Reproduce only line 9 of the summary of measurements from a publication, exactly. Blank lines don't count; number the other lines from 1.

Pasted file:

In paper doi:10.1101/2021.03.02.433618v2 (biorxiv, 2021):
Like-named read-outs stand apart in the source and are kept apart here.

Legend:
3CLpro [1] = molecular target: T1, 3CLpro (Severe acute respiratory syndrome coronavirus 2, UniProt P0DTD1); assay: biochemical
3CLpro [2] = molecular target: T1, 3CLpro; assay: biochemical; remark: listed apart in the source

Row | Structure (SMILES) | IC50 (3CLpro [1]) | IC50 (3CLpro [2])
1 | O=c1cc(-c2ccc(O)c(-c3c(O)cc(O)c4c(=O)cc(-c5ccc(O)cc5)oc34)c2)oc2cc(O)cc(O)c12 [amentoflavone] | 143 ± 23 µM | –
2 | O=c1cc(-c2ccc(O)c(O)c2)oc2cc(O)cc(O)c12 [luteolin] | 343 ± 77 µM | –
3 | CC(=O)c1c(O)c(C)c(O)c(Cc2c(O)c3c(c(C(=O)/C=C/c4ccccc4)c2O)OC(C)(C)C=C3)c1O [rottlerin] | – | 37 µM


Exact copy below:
3 | CC(=O)c1c(O)c(C)c(O)c(Cc2c(O)c3c(c(C(=O)/C=C/c4ccccc4)c2O)OC(C)(C)C=C3)c1O [rottlerin] | – | 37 µM